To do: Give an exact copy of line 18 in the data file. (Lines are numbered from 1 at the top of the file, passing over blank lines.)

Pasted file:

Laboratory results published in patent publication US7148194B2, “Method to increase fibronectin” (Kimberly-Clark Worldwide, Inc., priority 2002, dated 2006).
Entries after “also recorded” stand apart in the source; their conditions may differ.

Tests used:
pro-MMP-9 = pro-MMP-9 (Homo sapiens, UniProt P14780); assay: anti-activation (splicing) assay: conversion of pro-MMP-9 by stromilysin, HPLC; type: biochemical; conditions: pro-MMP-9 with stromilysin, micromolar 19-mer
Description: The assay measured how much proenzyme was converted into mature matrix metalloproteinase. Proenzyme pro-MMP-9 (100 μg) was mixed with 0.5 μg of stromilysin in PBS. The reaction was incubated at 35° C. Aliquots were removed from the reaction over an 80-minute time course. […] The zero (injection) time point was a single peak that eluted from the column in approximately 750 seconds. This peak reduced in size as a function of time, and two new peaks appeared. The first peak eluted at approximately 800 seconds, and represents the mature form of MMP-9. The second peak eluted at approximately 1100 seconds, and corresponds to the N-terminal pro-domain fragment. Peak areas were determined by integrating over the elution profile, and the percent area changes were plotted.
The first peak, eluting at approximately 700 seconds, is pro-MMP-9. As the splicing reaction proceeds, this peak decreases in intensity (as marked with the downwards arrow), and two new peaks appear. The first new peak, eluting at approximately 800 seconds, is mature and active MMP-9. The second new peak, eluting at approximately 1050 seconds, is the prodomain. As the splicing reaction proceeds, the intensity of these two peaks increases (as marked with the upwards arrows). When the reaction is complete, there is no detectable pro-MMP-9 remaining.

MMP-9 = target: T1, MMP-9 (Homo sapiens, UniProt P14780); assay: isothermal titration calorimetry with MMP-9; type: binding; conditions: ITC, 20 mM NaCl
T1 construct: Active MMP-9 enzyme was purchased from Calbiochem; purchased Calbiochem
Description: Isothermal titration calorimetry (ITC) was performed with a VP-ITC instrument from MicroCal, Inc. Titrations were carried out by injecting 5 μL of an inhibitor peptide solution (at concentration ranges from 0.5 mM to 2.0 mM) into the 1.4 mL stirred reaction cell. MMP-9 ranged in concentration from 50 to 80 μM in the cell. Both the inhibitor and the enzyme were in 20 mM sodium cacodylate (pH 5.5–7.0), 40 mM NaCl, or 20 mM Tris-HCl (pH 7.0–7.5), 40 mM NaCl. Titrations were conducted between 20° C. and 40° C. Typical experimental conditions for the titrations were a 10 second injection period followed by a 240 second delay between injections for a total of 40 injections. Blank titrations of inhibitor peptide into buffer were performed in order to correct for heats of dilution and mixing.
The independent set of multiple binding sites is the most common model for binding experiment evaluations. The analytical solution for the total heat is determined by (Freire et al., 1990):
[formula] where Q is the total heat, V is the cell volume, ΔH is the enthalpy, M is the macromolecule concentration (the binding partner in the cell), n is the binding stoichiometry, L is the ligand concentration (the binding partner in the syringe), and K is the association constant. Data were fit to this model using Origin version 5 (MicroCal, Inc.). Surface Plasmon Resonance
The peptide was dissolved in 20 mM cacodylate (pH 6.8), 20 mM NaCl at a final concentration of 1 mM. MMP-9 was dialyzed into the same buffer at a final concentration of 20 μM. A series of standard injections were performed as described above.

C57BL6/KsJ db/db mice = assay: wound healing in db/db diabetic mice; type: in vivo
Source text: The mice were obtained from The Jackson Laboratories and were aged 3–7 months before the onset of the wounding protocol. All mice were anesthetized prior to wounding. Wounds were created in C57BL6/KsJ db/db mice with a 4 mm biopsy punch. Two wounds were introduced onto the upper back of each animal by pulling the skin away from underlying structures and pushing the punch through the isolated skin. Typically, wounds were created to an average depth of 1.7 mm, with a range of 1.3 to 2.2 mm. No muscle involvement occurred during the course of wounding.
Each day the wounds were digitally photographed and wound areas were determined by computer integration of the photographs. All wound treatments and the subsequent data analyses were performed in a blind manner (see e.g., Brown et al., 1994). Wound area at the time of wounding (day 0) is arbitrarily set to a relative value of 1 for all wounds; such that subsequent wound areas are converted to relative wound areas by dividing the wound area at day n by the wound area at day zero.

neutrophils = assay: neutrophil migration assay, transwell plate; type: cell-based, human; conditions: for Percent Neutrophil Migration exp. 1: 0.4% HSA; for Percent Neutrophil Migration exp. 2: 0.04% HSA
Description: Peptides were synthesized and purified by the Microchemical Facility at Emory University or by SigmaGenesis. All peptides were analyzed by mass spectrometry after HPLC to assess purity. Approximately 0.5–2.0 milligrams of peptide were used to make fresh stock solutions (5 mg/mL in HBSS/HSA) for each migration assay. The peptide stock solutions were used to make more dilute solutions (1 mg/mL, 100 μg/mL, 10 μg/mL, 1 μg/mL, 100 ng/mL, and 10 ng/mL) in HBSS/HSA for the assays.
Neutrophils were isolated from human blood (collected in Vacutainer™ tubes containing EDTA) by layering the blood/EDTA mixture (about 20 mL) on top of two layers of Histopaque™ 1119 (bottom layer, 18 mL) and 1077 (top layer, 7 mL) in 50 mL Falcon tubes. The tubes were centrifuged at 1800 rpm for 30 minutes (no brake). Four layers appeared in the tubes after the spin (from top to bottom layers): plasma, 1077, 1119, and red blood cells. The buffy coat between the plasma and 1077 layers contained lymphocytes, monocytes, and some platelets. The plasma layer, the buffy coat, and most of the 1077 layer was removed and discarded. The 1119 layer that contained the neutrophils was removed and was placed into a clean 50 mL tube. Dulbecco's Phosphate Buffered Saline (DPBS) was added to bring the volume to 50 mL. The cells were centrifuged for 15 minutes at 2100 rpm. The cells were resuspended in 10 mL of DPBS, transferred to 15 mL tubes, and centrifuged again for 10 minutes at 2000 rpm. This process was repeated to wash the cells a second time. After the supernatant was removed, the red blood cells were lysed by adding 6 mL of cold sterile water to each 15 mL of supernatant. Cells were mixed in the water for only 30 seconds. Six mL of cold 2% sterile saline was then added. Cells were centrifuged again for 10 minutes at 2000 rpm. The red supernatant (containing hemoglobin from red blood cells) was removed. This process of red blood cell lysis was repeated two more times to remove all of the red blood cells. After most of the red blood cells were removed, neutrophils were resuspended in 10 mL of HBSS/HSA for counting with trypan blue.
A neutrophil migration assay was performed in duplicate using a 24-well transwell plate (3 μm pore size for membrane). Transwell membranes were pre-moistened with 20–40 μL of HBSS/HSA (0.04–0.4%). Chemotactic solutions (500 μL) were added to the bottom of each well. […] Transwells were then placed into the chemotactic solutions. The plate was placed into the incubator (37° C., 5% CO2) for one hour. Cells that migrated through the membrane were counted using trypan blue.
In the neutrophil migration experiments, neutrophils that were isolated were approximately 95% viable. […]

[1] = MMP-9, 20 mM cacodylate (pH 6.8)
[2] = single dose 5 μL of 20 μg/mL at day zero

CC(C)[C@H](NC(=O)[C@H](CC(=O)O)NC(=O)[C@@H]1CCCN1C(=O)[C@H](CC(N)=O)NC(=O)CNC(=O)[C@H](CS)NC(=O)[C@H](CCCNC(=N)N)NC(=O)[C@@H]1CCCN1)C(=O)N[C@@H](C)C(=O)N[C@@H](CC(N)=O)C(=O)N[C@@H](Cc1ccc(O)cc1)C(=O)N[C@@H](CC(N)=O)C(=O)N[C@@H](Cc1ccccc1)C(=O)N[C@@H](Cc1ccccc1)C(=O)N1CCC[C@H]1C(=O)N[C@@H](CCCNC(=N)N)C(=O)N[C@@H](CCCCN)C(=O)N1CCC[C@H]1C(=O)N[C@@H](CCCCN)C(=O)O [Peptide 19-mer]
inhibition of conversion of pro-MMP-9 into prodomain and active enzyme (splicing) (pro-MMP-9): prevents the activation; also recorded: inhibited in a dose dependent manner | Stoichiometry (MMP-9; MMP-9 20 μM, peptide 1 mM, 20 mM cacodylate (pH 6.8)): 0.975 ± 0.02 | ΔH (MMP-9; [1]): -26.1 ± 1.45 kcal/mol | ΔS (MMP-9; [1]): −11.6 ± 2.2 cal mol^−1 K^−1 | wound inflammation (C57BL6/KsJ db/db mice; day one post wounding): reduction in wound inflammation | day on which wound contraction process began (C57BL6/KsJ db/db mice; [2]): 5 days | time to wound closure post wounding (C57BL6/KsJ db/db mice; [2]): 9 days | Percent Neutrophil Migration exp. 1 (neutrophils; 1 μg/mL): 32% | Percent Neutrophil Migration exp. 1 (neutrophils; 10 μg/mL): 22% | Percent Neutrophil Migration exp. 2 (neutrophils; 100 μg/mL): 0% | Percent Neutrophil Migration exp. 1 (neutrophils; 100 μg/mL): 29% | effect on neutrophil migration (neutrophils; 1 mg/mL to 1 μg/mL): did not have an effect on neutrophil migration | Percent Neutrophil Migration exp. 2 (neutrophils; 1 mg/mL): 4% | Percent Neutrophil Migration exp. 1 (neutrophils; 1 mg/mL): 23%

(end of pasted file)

Neutrophils were isolated from human blood (collected in Vacutainer™ tubes containing EDTA) by layering the blood/EDTA mixture (about 20 mL) on top of two layers of Histopaque™ 1119 (bottom layer, 18 mL) and 1077 (top layer, 7 mL) in 50 mL Falcon tubes. The tubes were centrifuged at 1800 rpm for 30 minutes (no brake). Four layers appeared in the tubes after the spin (from top to bottom layers): plasma, 1077, 1119, and red blood cells. The buffy coat between the plasma and 1077 layers contained lymphocytes, monocytes, and some platelets. The plasma layer, the buffy coat, and most of the 1077 layer was removed and discarded. The 1119 layer that contained the neutrophils was removed and was placed into a clean 50 mL tube. Dulbecco's Phosphate Buffered Saline (DPBS) was added to bring the volume to 50 mL. The cells were centrifuged for 15 minutes at 2100 rpm. The cells were resuspended in 10 mL of DPBS, transferred to 15 mL tubes, and centrifuged again for 10 minutes at 2000 rpm. This process was repeated to wash the cells a second time. After the supernatant was removed, the red blood cells were lysed by adding 6 mL of cold sterile water to each 15 mL of supernatant. Cells were mixed in the water for only 30 seconds. Six mL of cold 2% sterile saline was then added. Cells were centrifuged again for 10 minutes at 2000 rpm. The red supernatant (containing hemoglobin from red blood cells) was removed. This process of red blood cell lysis was repeated two more times to remove all of the red blood cells. After most of the red blood cells were removed, neutrophils were resuspended in 10 mL of HBSS/HSA for counting with trypan blue.